Though this chill bottle episode is underwhelming as a penultimate outing, it does follow the overall Atlanta style. Strip away the unpredictability—shifting genres, impeccable needle drops, surrealist flair, and gorgeous filmmaking—and Atlanta’s about a group of people making their way from a life of hustling to a future of some sort of peace and calm. Everyone (besides maybe Darius, who’s still strangely underused this season) is just working toward a time where they don’t have to keep paddling like a swan’s feet underwater. Earn found that driving away from the campsite with Sade playing, and Al’s enjoying it as the fog comes in off the lake in slow motion. Whether we like it or not, we only have one episode left of the hustle. At least we’re getting glimpses of what peace will come after.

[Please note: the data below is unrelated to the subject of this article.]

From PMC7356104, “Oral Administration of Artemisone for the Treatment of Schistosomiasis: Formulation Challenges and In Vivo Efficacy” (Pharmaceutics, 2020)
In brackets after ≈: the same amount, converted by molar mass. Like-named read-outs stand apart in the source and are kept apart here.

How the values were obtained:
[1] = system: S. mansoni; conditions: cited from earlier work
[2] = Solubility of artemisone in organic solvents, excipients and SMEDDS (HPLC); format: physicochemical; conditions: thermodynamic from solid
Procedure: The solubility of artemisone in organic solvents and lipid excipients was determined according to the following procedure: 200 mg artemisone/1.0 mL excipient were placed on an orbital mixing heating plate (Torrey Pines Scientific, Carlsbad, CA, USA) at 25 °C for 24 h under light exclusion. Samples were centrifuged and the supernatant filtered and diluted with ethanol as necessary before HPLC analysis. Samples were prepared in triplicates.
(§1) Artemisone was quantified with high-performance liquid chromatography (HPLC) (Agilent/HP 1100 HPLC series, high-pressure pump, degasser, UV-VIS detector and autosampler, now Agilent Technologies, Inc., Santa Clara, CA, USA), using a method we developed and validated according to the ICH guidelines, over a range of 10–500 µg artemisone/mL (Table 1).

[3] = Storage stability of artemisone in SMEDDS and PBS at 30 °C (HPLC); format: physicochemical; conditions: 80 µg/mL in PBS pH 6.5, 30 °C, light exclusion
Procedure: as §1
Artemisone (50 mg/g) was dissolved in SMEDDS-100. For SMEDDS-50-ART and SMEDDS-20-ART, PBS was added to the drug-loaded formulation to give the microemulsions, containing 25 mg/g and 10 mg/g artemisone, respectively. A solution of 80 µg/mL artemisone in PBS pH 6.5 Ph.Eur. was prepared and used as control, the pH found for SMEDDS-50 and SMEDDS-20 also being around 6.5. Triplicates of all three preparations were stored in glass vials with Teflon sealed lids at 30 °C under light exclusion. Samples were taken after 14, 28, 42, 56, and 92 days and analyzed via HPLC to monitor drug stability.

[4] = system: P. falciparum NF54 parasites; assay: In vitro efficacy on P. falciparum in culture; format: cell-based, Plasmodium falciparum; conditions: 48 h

- I’m not that familiar with Andrew Wyeth’s work, but the NYT described the painter as “a reclusive linchpin in a colorful family dynasty of artists whose precise realist views of hardscrabble rural life…sparked endless debates about the nature of modern art.”
- I’d love to read Taofik Kolade’s script for this one-man show of an episode. The points of Al chuckling to himself, and talking to the plants and animals, are so natural and well-placed.
- Someone in the writers’ room should be proud of “These Backhoes Ain’t Loyal.”
- The attack on a woman outside Houston actually happened in November 2019, so it pans out if the episode was planned out sometime in 2020.
- This ep’s two other stellar needle drops are “Rollin’” by Dungeon Family and “Don’t Let The Sun Catch You Cryin’” by Ray Charles.
- My exact notes for the moments when the hogs show up: “Absolutely the entire fuck not nope nun huh fuck this no no no stay the fuck away from him Pumba.”
- I always wonder whether cast iron is overrated when it goes on sale, and this episode is the best ad for Lodge that I’ve seen.